6. Attention and Focus: Learning cursive requires sustained attention and concentration. Practicing cursive writing can help individuals improve their ability to focus on tasks and sustain their attention over longer periods of time.


7. Expressive Writing:Cursive writing allows for a more personalized and expressive style of writing. This can encourage creativity and self-expression, which may have positive psychological effects and contribute to emotional well-being.


8. Spatial Skills:Cursive writing involves understanding and manipulating the spatial relationships between letters and words on the page. This can help develop spatial awareness and visualization skills.


9. . Personal Style and Expression:Cursive writing allows for individuality in handwriting. It offers a way for individuals to develop their unique writing style, adding a personal touch to their communication.


10. Speed and Efficiency: Cursive writing can often be faster and more efficient than printing. The flowing nature of cursive allows for smoother writing and reduced lifting of the pen, which can be advantageous in situations where quick note-taking is necessary.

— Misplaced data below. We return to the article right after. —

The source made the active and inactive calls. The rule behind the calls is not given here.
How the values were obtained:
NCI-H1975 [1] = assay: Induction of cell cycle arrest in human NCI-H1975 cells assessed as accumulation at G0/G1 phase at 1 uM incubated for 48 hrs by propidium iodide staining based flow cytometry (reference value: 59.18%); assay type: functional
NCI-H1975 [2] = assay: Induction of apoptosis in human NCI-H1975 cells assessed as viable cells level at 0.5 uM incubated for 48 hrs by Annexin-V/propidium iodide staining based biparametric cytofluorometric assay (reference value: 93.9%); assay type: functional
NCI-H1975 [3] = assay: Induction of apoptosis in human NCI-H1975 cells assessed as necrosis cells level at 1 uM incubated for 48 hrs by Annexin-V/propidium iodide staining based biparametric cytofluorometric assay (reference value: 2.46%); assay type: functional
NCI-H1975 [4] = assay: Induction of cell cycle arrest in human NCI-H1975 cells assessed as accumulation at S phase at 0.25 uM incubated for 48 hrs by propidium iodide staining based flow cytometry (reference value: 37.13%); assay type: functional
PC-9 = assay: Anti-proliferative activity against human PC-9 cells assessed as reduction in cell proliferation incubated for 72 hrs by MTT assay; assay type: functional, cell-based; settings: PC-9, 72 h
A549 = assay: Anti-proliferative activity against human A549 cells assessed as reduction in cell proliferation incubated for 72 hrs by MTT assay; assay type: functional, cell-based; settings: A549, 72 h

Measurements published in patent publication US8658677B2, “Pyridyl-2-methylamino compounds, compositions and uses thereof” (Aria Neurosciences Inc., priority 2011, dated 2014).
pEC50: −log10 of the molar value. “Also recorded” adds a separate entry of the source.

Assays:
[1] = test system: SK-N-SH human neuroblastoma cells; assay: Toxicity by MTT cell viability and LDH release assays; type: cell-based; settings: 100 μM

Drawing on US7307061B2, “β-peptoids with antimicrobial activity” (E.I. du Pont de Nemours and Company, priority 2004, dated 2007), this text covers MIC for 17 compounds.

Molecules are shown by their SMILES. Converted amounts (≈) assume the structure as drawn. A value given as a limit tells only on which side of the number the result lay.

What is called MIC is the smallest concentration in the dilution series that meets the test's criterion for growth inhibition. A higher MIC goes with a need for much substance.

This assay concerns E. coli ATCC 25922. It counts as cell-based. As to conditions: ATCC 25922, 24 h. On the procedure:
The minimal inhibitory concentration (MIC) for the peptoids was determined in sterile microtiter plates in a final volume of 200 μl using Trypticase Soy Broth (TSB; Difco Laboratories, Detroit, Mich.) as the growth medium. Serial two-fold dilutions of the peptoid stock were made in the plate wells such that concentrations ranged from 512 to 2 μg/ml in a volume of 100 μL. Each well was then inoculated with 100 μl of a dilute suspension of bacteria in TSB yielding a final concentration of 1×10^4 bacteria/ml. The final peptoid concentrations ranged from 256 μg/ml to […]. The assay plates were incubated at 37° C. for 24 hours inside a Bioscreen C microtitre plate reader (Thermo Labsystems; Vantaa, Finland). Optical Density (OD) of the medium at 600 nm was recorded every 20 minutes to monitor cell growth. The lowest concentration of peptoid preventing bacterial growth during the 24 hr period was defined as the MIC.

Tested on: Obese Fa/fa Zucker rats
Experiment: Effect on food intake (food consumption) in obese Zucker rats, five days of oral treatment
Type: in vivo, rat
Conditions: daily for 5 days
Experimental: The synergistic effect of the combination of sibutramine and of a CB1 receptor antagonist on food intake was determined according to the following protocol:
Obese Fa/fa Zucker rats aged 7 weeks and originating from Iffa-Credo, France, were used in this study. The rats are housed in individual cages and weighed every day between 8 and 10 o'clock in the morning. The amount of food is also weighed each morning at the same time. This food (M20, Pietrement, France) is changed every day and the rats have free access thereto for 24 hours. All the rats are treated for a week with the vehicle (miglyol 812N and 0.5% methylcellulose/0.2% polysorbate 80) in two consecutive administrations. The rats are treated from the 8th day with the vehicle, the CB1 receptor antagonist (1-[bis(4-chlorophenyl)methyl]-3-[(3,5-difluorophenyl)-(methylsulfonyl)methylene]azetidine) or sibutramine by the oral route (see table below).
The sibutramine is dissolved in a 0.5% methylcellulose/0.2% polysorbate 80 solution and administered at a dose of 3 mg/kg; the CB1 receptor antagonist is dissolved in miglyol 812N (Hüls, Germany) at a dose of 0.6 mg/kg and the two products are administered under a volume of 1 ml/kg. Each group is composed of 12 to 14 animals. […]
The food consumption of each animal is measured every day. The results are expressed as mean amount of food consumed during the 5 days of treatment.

11. Signature and Formal Documents:Many people use cursive for their signatures, making it an essential skill for signing legal documents, contracts, banking documents, and other formal paperwork.



My Prediction for Fall 2023 and Beyond:


We’re going to see kids struggle like mad with this initiative - especially in the beginning. We’re going to see kids who find this expectation to be incredibly boring, mundane & “stupid” - especially our boys. We’re going to hear a lot of “Why do I have to do this? I'm never going to use it”?!


We should expect this and be ready for it.


We have many, many students who do not possess the fine motor skills to:

  1. Properly sit with good posture for sufficient periods of time to write. They have zero core strength without needing to lounge on their desk or hold up their head.

  2. Properly hold a pencil with the correct grip, etc…


As well, I expect other challenges to surface:


  1. Kids lack grit & stamina to stick with this task - because it’s going to be very labor-intensive & taxing for some students.

  2. Kids are not going to find this stimulating enough. They will see very little value or immediate gratification.

  3. We’ll see educators struggle to properly teach this - they may not have the right tools/ materials yet and they may not understand the proper sequencing.

  4. It could become another “time filler” with very little explicit instruction & practice. This will cause its relevance to be lost. It could also be rushed because educators have so much material to cover, in addition to this new writing revamp.